Summertime, and time to prep any works I'm going to teach the first time, and usually revisit the ones I've been teaching, especially books I've only taught once. I don't know about other teachers, but I rarely get a book right the first time out with a class. You need time with young people to learn what they'll respond to, both in the book and in your lesson objectives and designs.
And, truth be told, there are some books that will elude you year after year. Maybe they're great but difficult to get students to connect with (Huckleberry Finn's dialects are often a tremendous barrier). Maybe they're not very good to begin with. (All names of novels suppressed.) And maybe, good or bad, the book doesn't reach you, the teacher, personally and you can't get past that. You haven't found your own connection and therefore have nothing real to communicate.
I struggled with Othello the first year I taught it because neither the students nor I related to that type of extreme sexual possessiveness and jealousy. And Othello's relationship to the rest of the world, his arrogance and defensiveness are hard to reach through, or at least it was for me and a room of 16-year-olds. Then I decided to forget about sex and consider the issue: who do you trust and why? And who around us wants to hurt us, though we can't detect it? Once I approached the play from that direction, it continued to unfold new treasures.
Still, the summer daydream that keeps returning is the speculation as to what books I'd like to teach most if I had my druthers. I presume every English teacher has a list like this, perhaps not written down, but stored in the heart and only allowed in the open every once a while, when we have time to look down any other road but the prescribed curriculum.
So here is my dream list, at least as I can recall now in the early summer of 2010. No doubt other, better choices will occur later, and perhaps I'll post about them. Meanwhile, please add on your suggestions, wishes or dream books at the end of this note, or e-mail them to me.
10. Harry Potter and the Sorcerer's Stone
I don't teach 5th or 6th grade, which is really when every boy and girl in the world should be required to read this book by international law. And as wonderful and complex as the series gets, the essential message is contained in the first third of the first book--the message every kid alive needs to hear. It doesn't matter what the people you live with or the people you see every day say about you now. There are people in another place (perhaps another time) who think (or will think) that you're fantastic, that you have (or will have) special powers and abilities and that you can (or will) accomplish great things, which will benefit other people. When Harry is inundated with the invitations to come to Hogwarts that his uncle has been hiding from him--when he is overwhelmed with the knowledge that there are people who want him and care about him and will help him become what he will become--I am devastated. It's something kids need to know about themselves, one of those truths that only a fable can deliver.
9. Democracy in America
Yes, I know it's Social Studies, but they never do anything but skim it and pull quotes out of context. DeTocqueville's book is a road book (and there's a great course in and of itself), and should be read as such, perhaps even tracking the journey on a map. Sure, there are great analyses of the root characteristics of our culture and our society. But they all arise from specific observations of behaviors encountered on the road. If this book couldn't get a classroom discussion going, then the teacher involved has no business teaching. [Alternative selection - selected Dialogues of Plato. I know that sounds like heavy going, but I taught them twice to 7th graders, who wrote their own imitation dialogues and performed them.]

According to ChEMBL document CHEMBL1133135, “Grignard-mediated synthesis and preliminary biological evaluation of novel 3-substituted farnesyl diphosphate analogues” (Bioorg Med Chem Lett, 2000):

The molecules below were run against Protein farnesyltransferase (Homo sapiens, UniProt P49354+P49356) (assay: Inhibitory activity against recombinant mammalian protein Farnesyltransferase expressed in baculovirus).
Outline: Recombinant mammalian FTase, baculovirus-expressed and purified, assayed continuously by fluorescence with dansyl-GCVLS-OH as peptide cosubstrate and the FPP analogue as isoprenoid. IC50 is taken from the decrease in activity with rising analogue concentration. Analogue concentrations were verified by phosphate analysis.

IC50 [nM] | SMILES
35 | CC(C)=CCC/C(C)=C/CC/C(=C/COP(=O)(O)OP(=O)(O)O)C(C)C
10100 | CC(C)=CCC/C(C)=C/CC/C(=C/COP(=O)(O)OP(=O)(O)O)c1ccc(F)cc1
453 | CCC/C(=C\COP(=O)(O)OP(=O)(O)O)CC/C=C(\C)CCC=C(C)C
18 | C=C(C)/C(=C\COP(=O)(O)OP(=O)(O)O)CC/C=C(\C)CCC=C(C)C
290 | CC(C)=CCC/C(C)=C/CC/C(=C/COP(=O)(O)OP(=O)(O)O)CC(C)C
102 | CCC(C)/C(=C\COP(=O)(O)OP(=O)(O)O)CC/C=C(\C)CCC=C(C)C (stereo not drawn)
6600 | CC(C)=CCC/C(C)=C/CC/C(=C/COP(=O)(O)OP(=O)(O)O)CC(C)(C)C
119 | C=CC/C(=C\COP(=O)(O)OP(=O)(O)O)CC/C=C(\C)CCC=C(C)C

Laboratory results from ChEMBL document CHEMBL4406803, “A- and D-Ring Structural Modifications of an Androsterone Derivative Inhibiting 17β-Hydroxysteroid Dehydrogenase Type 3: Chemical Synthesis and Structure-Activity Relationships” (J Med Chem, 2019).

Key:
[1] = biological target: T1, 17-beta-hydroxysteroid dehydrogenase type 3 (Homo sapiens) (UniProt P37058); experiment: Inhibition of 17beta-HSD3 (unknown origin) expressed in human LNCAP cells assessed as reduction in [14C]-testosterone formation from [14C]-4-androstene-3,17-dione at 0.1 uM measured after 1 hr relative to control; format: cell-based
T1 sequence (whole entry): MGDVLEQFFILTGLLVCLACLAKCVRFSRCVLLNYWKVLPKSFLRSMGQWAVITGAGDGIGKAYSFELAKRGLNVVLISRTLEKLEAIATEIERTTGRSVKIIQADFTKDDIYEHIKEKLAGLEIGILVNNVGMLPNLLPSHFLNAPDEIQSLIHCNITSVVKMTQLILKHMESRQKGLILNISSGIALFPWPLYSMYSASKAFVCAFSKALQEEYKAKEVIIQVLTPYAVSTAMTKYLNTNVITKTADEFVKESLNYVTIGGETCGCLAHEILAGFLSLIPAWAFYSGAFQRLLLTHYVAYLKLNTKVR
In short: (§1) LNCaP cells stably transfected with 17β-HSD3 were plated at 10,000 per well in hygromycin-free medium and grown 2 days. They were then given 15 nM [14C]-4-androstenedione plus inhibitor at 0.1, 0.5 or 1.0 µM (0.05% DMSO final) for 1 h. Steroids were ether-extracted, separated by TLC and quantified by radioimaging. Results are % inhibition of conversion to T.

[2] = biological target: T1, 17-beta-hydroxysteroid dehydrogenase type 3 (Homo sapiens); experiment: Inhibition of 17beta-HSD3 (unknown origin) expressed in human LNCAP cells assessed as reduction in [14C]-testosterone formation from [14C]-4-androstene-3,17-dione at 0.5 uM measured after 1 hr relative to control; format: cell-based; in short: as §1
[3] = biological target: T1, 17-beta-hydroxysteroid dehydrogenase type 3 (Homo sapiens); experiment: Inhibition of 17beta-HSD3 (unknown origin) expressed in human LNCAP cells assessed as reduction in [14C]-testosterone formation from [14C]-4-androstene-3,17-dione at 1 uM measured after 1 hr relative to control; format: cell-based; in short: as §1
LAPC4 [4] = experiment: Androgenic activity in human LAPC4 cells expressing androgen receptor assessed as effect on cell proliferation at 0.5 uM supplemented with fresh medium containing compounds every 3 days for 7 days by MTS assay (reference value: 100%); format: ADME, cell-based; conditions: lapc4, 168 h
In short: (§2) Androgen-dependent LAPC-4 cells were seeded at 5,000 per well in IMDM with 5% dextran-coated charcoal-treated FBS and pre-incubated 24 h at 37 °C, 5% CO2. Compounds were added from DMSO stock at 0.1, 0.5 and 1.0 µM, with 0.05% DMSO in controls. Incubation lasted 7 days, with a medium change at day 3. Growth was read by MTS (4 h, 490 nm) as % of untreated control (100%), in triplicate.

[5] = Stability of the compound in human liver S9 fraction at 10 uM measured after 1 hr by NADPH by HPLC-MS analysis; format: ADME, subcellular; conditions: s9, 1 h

8. Angels in America
I teach drama and write and direct plays in schools, so I have to include a play. Angels in America is the best play written in America since Williams, Miller and Albee ruled the theater. (Albee is still writing good plays, but he is no longer the supreme ruler--Mamet is.) It is a miraculous fusion of journalism and poetry, and employs a powerful and convincing stagecraft to bring us from the lower depths to 20,000 feet above the earth. This should be our time capsule play--Dear Future America, If you want to know about the second half of the 20th century, read (and then produce) both parts of Angels in America. Any play that can put an actual literal angel next to the real Roy Cohn and make them equally plausible is a work of sheer transcendent genius. (Alternate work--Brecht's Life of Galileo, the ultimate modern work on the role of the scientist in our dangerous world, in which science is alternately demonized and weaponized.)
7. A Tree Grows In Brooklyn
(Note--I originally put My Life and Hard Times by James Thurber here. I would love to go on and on with memoir, and particularly with humorous memoir. But I have to admit that Thurber's humor, much as it appeals to me, may feel musty to a lot of students not used to the style of chaffing that was au courant 80 years ago.) There's nothing controversial or ground-breaking about ATGIB. It used to be taught in schools, but it fell off the list in favor of trendier works. But it hasn't dated a bit. The story of the love between an alcoholic father and his bright, sensitive daughter is timeless. It's about the moment you learn that your parents may be wonderful, but they are not flawless. And that you can forgive them for that.